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Tunis Medina Entrance
The Tunis Medina (Old Town) is a fascinating place to learn more about this north African city, which is the capital of Tunisia. The 9th century Medina was originally surrounded by walls. Today the walls are gone, but the area is filled with narrow streets, souks, mosques, and historic structures. The Tunis Medina became a UNESCO World Heritage Site in 1979 and has over 700 monuments dating back to the Almohad and the Hafsid periods of Tunisian history.
Cruise ships docked at La Goulette often include a tour of Tunis as a shore excursion option. These tours include a walk around the Medina and one of the enclosed souks (shopping areas). The city tours also will travel to the Bardo National Museum, which has the world's largest collection of Roman mosaics. Tourists might also choose to visit Sidi Bou Said, a small town near La Goulette and the remains of Carthage.
While in the Medina, we visited a Berber carpet shop in the souk, where we learned more about the beautiful rugs made in... Tunisia. We also climbed the stairs to the roof of the shop, where the views of the Medina and Tunis were beautiful.Continue to 2 of 15 below.
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Medina of Tunis
This view of the old town of Tunis from the rooftop of one of the shops in the souk shows the white monochromatic look of the Medina.Continue to 3 of 15 below.
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Tunis and the Atlas Mountains
Tunis, the capital of Tunisia, sits between the Mediterranean and the Atlas Mountains. This photo was taken from the roof of a Berber rug shop in the Medina.Continue to 4 of 15 below.
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View of the Medina of Tunis
The newer part of Tunis, which has over 2 million residents, features skyscrapers and other modern buildings.Continue to 5 of 15 below.
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Medina of Tunis - Cathedral of St. Vincent de Paul
The Cathedral of St. Vincent de Paul is a late 19th century Roman Catholic cathedral in Tunis. When Tunisia was a part of France, many residents were Catholic. After the country gained its independence in 1956, the number of Roman Catholics in Tunis decreased, and many churches were either shut down or transferred to the Tunisian government. However, this cathedral is still owned by the Catholic Church.Continue to 6 of 15 below.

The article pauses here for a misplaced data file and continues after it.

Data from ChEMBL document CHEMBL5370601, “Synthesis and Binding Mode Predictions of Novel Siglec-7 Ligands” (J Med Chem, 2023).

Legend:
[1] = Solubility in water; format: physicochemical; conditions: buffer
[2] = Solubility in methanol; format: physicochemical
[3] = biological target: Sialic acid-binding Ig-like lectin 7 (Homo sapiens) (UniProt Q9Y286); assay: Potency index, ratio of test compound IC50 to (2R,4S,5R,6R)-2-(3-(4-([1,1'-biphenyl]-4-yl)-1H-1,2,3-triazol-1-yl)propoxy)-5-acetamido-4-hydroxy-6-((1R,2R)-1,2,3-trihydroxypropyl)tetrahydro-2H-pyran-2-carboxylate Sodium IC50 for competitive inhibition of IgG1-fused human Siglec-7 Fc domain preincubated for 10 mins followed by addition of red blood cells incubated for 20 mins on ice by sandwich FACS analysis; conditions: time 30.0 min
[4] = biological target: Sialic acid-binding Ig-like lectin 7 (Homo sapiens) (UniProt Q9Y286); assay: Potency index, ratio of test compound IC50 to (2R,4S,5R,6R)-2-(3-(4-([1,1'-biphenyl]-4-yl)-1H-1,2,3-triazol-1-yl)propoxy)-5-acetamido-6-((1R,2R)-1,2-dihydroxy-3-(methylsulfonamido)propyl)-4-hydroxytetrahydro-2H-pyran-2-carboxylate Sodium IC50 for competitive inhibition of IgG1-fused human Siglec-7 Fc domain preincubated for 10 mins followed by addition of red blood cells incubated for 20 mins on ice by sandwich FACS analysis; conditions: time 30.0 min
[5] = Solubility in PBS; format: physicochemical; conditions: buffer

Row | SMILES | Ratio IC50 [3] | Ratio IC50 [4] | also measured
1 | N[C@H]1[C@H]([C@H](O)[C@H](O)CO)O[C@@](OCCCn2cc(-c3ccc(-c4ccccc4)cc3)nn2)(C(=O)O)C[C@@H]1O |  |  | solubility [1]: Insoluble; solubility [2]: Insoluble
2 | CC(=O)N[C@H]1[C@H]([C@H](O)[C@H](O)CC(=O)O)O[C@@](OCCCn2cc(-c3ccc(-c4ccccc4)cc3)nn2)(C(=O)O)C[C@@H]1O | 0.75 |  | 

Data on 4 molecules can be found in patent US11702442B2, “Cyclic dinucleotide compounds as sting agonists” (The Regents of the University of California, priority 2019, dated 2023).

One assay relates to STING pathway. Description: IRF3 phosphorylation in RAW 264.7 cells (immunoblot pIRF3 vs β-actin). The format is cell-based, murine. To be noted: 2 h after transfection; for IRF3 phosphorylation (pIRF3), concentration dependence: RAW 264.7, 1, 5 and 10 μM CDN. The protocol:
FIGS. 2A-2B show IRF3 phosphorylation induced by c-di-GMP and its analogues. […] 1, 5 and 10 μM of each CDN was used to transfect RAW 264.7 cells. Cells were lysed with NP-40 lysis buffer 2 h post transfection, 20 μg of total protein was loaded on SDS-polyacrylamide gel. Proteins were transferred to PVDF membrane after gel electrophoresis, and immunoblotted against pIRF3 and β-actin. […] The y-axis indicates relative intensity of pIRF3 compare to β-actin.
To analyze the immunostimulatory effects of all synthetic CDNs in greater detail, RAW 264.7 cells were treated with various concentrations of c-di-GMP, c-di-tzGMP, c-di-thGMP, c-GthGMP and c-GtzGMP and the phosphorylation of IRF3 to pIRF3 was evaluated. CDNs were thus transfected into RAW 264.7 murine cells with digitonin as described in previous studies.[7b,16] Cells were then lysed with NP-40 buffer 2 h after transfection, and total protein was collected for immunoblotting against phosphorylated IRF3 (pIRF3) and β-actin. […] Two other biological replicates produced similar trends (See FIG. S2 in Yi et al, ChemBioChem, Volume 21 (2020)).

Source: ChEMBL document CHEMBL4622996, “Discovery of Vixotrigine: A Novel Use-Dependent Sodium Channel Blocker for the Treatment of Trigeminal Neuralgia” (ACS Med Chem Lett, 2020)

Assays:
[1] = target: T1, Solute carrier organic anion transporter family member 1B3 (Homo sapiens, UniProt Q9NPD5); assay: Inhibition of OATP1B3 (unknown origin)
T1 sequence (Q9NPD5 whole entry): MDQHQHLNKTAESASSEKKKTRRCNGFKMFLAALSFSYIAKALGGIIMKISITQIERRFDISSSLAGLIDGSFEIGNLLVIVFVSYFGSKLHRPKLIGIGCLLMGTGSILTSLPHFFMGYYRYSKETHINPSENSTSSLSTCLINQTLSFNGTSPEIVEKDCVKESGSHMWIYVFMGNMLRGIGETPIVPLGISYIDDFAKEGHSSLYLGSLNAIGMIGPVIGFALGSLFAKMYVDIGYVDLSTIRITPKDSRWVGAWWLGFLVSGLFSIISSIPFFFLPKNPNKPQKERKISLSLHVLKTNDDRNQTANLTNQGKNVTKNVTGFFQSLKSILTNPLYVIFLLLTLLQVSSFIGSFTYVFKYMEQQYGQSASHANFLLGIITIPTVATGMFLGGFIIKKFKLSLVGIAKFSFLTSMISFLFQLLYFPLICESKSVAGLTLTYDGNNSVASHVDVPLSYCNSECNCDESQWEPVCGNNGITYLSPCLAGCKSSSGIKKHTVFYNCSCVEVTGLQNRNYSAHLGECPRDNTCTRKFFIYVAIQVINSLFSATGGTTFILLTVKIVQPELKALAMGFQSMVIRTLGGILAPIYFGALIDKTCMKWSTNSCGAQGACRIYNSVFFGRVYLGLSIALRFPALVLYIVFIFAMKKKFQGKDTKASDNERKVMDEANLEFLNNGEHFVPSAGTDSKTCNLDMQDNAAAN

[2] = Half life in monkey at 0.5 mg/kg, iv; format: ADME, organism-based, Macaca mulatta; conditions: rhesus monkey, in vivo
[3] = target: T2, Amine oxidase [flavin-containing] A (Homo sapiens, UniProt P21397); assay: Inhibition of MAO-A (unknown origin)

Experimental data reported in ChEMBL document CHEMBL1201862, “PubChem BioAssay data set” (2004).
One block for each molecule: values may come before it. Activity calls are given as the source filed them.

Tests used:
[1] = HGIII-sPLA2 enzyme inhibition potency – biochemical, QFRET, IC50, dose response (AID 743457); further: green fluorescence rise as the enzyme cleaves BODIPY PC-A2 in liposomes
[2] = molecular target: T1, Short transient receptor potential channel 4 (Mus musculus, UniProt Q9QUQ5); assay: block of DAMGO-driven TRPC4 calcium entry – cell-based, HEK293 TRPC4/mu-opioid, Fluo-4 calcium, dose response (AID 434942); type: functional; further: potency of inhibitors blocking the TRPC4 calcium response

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Al-Zaytuna Mosque in the Medina of Tunis
The Al-Zaytuna Mosque is also known as the Mosque of Olive in Tunis. Al-Zatunya features columns from the original city of Carthage.Continue to 7 of 15 below.
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Medina of Tunis - Souk Rug Shop
A tour of a souk is not complete without a stop at a rug shop. This one in Tunis specializes in Berber rugs.Continue to 8 of 15 below.
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Tailors in a Souk in the Medina of Tunis
These tailors were hard at work as we walked by their shop in the Tunis souk.Continue to 9 of 15 below.
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Souk in the Medina of Tunis
The souk in Tunis is like those in many other locales--narrow passageways and many small shops in a covered building.Continue to 10 of 15 below.
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Wall Mosaics in Tunis
I love the way mosaics are used to decorate walls and floors. These aren't as old as the mosaics in the Bardo National Museum, but they add a bit of color to the walls.Continue to 11 of 15 below.
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Tunisia Ministry of Finance in Tunis
Like the IRS in the United States, the Tunisia Ministry of Finance is responsible for collecting taxes.Continue to 12 of 15 below.
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Tunis City Hall
The City Hall of Tunis was built in the late 1990's and is located on Kasbah Square.Continue to 13 of 15 below.
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Trimmed Trees near the Medina of Tunis
These trees in Tunis are trimmed so carefully they almost look like boxwood hedges.Continue to 14 of 15 below.
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Tunis City Hall Garden
The City Hall gardens are lovely to stroll around and enjoy the fountains and flowers.Continue to 15 of 15 below.
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This lighthouse on a rocky island could easily be mistaken for New England; however, it is in the Mediterranean Sea near Tunis.